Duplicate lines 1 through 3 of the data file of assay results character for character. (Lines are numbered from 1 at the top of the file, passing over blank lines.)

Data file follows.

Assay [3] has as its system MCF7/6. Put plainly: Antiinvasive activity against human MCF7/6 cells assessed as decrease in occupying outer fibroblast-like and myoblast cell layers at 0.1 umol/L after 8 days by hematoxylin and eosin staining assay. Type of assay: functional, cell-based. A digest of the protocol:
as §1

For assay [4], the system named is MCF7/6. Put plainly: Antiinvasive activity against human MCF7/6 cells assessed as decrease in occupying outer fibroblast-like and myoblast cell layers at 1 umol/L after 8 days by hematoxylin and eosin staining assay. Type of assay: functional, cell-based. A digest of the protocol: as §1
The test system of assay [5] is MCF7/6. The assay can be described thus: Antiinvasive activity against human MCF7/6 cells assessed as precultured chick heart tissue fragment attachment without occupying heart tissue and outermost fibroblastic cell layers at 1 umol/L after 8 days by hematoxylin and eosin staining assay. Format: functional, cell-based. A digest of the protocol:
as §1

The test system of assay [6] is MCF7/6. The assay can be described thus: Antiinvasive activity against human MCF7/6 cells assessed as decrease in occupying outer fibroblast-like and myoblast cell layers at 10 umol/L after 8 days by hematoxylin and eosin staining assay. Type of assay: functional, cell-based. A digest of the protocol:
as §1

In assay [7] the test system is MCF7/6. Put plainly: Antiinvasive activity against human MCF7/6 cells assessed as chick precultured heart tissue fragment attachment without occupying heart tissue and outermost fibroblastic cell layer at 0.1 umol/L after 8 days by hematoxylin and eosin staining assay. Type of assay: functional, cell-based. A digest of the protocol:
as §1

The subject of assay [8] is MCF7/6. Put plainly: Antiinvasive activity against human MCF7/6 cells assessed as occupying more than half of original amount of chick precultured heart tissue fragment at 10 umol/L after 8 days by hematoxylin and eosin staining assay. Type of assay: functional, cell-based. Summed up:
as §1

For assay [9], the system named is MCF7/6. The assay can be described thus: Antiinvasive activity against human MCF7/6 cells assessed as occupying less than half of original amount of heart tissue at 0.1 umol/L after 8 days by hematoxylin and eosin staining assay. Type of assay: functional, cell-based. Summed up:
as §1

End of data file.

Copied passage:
Assay [3] has as its system MCF7/6. Put plainly: Antiinvasive activity against human MCF7/6 cells assessed as decrease in occupying outer fibroblast-like and myoblast cell layers at 0.1 umol/L after 8 days by hematoxylin and eosin staining assay. Type of assay: functional, cell-based. A digest of the protocol:
as §1

For assay [4], the system named is MCF7/6. Put plainly: Antiinvasive activity against human MCF7/6 cells assessed as decrease in occupying outer fibroblast-like and myoblast cell layers at 1 umol/L after 8 days by hematoxylin and eosin staining assay. Type of assay: functional, cell-based. A digest of the protocol: as §1